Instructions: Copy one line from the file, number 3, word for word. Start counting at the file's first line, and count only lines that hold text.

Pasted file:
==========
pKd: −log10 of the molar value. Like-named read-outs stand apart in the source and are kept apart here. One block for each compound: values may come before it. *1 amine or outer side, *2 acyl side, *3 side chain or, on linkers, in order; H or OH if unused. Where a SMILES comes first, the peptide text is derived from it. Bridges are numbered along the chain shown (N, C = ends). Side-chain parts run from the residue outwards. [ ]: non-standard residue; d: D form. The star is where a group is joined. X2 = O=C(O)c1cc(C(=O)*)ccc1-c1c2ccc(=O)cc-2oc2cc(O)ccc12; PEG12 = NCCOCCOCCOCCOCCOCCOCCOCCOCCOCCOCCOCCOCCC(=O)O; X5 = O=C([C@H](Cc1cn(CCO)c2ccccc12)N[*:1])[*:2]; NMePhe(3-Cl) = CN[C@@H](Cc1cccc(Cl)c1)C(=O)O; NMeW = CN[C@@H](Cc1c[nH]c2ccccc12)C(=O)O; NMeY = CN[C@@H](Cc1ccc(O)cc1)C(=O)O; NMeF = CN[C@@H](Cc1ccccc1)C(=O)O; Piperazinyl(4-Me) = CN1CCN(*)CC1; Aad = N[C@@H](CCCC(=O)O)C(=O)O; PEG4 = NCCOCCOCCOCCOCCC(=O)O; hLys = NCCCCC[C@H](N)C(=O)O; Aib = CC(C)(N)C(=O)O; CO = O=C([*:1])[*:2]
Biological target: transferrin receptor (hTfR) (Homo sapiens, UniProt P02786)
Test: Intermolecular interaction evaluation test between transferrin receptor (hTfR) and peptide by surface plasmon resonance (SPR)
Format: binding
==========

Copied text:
Test: Intermolecular interaction evaluation test between transferrin receptor (hTfR) and peptide by surface plasmon resonance (SPR)